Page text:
Double Duty: Repurposing Drugs for Novel Cancer Treatment
What do an anti-parasitic drug used to treat pinworms and a frequently used anti-malarial drug have in common? According to recent studies from the labs of Johns Hopkins and University of Kentucky investigators, both mebendazole and chloroquine could be promising medicines to combat cancer.
Mebendazole has been in use as an anti-helminthic drug since 1971. Within the last few years, mebendazole has been added to the growing list of medications that are part of a movement to repurpose already FDA-approved drugs for novel or unexpected purposes. This renewed interested in already approved pharmaceuticals has stemmed from the immense amount of time, money and research that must be put in after identifying a novel compound before the drug can move on to clinical trials, with the time from target identification to FDA approval averaging 14 years.
By testing compounds that have already passed the rigorous testing requirements for human consumption, researchers are able to circumvent a lot of the costly and time-consuming parts of drug development, speeding up the time to clinical trials significantly. Mebendazole has already been the focus of several preclinical and clinical trials, including as a treatment for lung cancer, but it has been also found to be potentially beneficial for other cancers, including glioblastoma, the most common and aggressive form of primary brain cancer.
In a serendipitous turn of events, Gregory Riggins of Johns Hopkins and his team at the Brain Cancer Biology and Therapy Research Laboratory discovered that pinworm-infected mice, which were treated with mebendazole, did not develop appreciable brain tumors, even though the researchers had implanted brain cancer cells weeks before. In subsequent experiments, his team demonstrated that administration of mebendazole prevented tumor proliferation and improved survival times in mice by an average of 63 percent. Currently, mebendazole is part of a phase I clinical trial for patients with newly diagnosed, high-grade glioma and glioblastoma.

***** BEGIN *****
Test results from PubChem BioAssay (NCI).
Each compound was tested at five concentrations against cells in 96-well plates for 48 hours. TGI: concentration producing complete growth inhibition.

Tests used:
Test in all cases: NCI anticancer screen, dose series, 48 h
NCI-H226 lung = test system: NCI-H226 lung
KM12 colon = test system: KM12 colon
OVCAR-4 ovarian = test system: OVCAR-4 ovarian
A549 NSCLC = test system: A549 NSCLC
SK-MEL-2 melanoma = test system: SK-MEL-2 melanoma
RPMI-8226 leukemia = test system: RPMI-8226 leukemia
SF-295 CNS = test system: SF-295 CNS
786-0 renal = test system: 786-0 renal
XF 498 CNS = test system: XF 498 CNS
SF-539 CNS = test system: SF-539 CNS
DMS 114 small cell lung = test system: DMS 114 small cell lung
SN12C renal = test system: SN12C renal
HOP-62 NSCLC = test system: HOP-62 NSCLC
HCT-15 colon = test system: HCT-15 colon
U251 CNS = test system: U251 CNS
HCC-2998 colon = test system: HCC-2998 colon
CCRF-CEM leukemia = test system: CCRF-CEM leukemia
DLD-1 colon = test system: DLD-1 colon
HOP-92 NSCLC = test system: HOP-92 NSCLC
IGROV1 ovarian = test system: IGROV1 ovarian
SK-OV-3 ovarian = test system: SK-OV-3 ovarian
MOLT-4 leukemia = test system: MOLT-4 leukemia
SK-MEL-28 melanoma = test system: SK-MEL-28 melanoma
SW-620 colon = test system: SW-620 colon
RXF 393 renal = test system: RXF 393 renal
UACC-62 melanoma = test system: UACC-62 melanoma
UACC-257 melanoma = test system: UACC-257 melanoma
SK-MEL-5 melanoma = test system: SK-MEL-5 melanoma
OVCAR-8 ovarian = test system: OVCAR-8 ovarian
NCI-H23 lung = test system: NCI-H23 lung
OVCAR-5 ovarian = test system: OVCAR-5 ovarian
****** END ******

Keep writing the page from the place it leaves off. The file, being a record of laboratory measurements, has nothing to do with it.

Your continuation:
Similarly, the anti-malarial compound chloroquine showed surprising properties in combating cancer and tumor growth in a series of experiments led by a group at the University of Kentucky. In a metastatic cancer mouse model, chloroquine led to the production of a specific tumor suppressor protein called Par-4. Par-4 plays a key role in inhibiting tumor cell proliferation, especially in tumor cells that lack p53, which is a well-studied, important tumor suppressor that is commonly inactive in cancerous cells, allowing growth to occur uncontrolled. Tumor cells missing p53 are often refractory to treatment, but compounds that increase production of other tumor suppressors can often compensate for p53 deficiencies and control cancerous growth, leading to hope that chloroquine as a repurposed drug could be promising for treating such cancers.
Both highlighted drugs still need to pass a rigorous battery of studies and clinical trials, and more in-depth research regarding the mechanism by which each combats cancer needs to be done. However, with pre-existing FDA-approved drugs potentially serving double duty as powerful oncologic therapies, cancer patients may soon have more options at hand for improved health and quality of life.
Repurposing an Antiparasite Drug to Fight Glioblastoma
A Pinworm Medication Is Being Tested As A Potential Anti-Cancer Drug
Chloroquine-Inducible Par-4 Secretion Is Essential for Tumor Cell Apoptosis and Inhibition of Metastasis
New Study Shows Promise for Repurposing Anti-Malarial Drug for Cancer Treatment
Antiparasitic mebendazole shows survival benefit in 2 preclinical models of glioblastoma multiforme
Tackling the Bottlenecks in the Drug Development Pipeline
- Learn more about cancer research and clinical trails and Johns Hopkins.